Progress on reducing the yawning pay gap between men and women in the workplace has been frustratingly slow. The well-documented 18 per cent gender pay gap that exists, after 25 years of the Equal Pay Act, is depressing for female staff and it is not good for business either.
No one understands this better than HR professionals who are trying to attract, retain and develop women in their organisations.
So it is good to hear leading business figure and equal pay champion Denise Kingsmill breathe some life into the debate, after the Equal Pay Task Force published its findings earlier this year and then went quiet. Kingsmill's government-commissioned inquiry into women's pay and employment is due to report in the Autumn.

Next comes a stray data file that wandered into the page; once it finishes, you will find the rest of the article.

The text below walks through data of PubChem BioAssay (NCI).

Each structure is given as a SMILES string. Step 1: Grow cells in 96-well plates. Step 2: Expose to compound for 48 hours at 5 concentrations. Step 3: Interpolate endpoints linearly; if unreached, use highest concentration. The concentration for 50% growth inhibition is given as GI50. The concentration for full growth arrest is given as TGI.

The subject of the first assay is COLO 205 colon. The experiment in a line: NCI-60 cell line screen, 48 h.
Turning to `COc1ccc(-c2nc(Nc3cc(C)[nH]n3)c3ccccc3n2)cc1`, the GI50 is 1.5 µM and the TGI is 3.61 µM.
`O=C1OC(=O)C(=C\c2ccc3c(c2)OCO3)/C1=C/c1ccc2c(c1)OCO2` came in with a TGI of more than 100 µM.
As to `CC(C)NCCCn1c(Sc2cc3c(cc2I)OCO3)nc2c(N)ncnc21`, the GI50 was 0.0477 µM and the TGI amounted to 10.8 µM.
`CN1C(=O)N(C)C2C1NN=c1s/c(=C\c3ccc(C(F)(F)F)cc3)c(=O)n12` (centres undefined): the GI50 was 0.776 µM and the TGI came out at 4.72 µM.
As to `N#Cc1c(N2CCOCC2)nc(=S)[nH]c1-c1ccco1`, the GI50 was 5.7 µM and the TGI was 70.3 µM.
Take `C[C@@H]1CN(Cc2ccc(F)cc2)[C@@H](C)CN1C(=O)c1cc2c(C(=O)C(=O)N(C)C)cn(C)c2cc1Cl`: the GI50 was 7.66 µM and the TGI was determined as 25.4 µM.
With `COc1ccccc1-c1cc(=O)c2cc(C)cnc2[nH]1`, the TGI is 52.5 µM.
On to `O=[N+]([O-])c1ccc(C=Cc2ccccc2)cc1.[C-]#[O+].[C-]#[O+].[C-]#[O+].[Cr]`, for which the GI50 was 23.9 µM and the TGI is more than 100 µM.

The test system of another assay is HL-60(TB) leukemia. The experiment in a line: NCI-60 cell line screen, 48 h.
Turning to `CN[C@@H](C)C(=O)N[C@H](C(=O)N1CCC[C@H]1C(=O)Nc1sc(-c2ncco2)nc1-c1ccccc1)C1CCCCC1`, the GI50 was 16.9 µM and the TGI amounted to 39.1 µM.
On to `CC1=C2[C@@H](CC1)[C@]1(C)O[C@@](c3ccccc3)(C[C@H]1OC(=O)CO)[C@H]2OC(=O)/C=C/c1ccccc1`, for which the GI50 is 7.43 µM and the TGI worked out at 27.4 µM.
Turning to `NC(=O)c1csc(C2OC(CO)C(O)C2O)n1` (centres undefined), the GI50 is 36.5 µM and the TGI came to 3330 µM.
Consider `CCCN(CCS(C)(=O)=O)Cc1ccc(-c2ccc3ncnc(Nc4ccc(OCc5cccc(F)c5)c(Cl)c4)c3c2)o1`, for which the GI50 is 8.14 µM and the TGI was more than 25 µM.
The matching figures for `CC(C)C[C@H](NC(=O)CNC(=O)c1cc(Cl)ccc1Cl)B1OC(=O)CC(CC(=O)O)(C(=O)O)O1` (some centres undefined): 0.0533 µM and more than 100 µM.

She has told Personnel Today (News, p1) that HR professionals are fundamental in the quest to reduce the gender pay gap. In her initial research among 50 companies she has been astonished at the lack of HR representation on the board. She is right to insist that a stronger HR voice is critical to banishing the inequality.
While this push to turn HR professionals into champions of equal pay is welcome, Kingsmill is still toeing the Government line - no mandatory pay audits - for fear of upsetting big businesses. But as Personnel Today argued forcibly earlier this year, the voluntary approach is just not working. In survey after survey employers say they do not have an equal pay problem, yet there is little monitoring to back up these claims.
Good practice guidelines are welcome but to have any chance of meeting the ambitious target of reducing the gender pay gap by 50 per cent in the next five years mandatory pay audits are needed.